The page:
by Connie Oswald Stofko
You’re at a garden center and you have found the variety of plant you want. There are several specimens to choose from. You pick up a pot.
Is the plant you hold in your hand healthy?
If it has something wrong with it, how would you even know?
Jen Weber, vice president and manager of Mike Weber Greenhouses, 42 French Rd., West Seneca, explains what you should look for when buying garden plants.
Perennials and shrubs
Check for good roots
With perennials and shrubs, you are really buying the root stock; these plants die to the ground after a hard frost and will come back in the spring from the roots. To make sure you have a good specimen, look at the crown (base) of the plant. The crown should be firm and tight in the pot. It shouldn’t wiggle loose, be broken or be split. It shouldn’t be rotten. The stems at the base shouldn’t be soft or squishy or have large brown areas. If you see that, don’t buy that specimen.
However, if the plant has a broken stem or a few damaged leaves, go ahead and buy it. Next spring brand new foliage will appear.
Perennials with haircuts are fine
In the greenhouses, perennials are kept in benches with limited space. It would be nice to give the plants more room, but when that’s not possible, the staff may trim back the plant so it’s not bigger than the perimeter of the pot. Sometimes neighboring plants spread out and get tangled together. Don’t worry; perennials that have been cut will bush out once they’re planted. Sedum especially tends to grow together very quickly. It can be pulled apart or cut, then flourish once it’s planted.
If you like a shrub but it isn’t perfectly shaped, buy it anyway. Shrubs can be pruned at home. “In general, when pruning I try to keep the shape loose and follow the shape the plant is already making,” Weber said. “I could make it into a square or a circle, but I stop at that point. I let the customer decide what shape it should be.”
Say no to stressed plants
Don’t worry if the soil of a plant is soggy or very dry. But don’t buy a plant if it is showing signs of stress–extremely wilted plant with grey-green foliage, crispy leaves, or completely dried up.
Broken foliage, yes; broken main stems, no
“On windy days, the plants in the greenhouses will dry out faster than we can water, especially when they’re in small pots,” she said. The soil in the pots may be drier than it should be and plants may fall off benches.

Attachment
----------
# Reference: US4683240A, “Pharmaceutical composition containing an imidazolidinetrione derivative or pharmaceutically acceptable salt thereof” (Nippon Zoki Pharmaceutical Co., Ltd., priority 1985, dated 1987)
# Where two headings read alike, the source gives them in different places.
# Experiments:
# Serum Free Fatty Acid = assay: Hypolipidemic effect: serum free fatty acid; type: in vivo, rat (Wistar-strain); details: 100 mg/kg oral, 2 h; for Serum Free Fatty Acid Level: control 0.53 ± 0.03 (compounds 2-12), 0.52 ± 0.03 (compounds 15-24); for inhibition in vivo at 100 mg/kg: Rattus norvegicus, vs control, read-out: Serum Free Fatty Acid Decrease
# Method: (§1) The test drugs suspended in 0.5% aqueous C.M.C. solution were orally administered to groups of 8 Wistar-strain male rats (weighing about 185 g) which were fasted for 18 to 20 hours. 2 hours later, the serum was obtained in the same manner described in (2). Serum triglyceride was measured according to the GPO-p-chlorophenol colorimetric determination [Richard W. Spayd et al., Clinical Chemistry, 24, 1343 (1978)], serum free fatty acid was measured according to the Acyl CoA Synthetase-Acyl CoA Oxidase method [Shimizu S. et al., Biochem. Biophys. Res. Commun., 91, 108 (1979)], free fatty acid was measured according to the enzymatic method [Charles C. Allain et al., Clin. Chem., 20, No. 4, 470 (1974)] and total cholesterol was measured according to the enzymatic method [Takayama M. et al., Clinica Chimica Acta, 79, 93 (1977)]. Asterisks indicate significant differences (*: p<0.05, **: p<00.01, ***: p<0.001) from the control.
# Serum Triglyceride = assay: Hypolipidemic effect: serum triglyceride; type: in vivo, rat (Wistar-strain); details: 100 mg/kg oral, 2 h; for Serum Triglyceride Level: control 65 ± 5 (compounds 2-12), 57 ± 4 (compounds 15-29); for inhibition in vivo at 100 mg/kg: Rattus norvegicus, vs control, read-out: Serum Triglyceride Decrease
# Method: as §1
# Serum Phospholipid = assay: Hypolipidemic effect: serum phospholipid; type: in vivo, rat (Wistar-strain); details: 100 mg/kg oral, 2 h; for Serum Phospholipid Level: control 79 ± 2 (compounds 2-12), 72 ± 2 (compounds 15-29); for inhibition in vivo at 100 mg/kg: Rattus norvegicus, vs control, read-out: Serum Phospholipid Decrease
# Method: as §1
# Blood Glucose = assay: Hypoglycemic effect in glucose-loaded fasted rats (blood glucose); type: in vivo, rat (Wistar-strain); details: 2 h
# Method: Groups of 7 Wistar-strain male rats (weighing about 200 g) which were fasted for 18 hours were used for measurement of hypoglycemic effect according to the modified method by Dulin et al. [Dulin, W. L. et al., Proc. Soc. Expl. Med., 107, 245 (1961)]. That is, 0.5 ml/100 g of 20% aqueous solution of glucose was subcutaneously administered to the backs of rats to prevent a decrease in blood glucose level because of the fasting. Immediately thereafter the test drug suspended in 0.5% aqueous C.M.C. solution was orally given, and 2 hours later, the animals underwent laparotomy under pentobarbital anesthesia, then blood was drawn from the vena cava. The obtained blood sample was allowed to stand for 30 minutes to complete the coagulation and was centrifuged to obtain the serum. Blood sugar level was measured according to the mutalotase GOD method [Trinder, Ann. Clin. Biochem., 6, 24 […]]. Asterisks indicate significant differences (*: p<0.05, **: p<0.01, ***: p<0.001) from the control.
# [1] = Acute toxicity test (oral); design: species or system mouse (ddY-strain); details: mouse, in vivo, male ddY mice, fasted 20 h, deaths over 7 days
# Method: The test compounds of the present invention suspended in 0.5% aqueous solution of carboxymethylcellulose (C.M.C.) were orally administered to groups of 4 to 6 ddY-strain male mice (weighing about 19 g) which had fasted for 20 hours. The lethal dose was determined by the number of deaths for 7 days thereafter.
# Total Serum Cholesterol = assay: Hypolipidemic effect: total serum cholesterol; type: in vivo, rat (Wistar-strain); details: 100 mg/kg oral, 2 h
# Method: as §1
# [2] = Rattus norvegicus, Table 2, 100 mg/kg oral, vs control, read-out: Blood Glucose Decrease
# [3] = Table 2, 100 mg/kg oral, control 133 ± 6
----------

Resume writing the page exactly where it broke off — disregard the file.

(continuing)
If broken foliage is present, the plant will be ok.
However, if the main stem is cracked, or all of the foliage is broken, leave this plant behind.
It can take several weeks for a broken branch on clematis to start dying, so you may not notice it right away. To see if there is a problem, inspect the vine at the base.
“If the break is at the base, it has a 50-50 shot of regrowing,” Weber said.
If the branch is broken higher up, it can be trimmed back and will do fine.
Buying during summer, autumn
When buying perennials and shrubs from summer to fall, look for new growth at the base.
For example, daisies and yarrow will be finished with their main flowering in July. If you see that the foliage of those plants has been cut to the base, it’s because cutting the flowers off will help the plant will regrow and reflower.
Look for rot
Don’t buy an annual with rot. Symptoms of rot are foliage or stems that are soft, brown or discolored.
Not tall & leggy
For annuals, short and bushy is better than tall and leggy. Tall, leggy plants will fall over or break in the wind or a rain storm. These must be cut back, but let the garden center do it to get them to regrow. Spend your money on the short bushy plants. They will be stronger and grow taller in the garden.
Wild stems are stems that stick up or out, compared to the rest of the foliage. If a bushy plant like salvia has a wild stem, it can be cut off. A plant such as a zinnia, however, has only one stem. If you cut the stem, you will kill the plant.
Dahlias are famous for mildew. If a leaf or two has mildew, you can treat it at home (and you should treat it!). Horticultural oil works great. But if the whole plant has mildew, don’t buy it!
Plants should have leaves
If you buy houseplants or tropical plants in late April or early May, you might get them home and find they’re dropping their leaves.
That’s because the plants are stressed. They have left Florida’s heat to be in a semi trailer for three to seven days without water, then arrive in Buffalo’s cold, sometimes snowy weather, she explained.
The plants may look fine for a few days after that, so ask the staff when the plants came in. The plants should have been here about a week before you buy them. That is ample time for any problems to show themselves.
“One year, a shipment arrived all broken and frozen,” Weber said. “Black, wet-looking leaves covered parts of hibiscus trees. They do recover and grow out of it, but it takes time. Let the garden center regrow it.”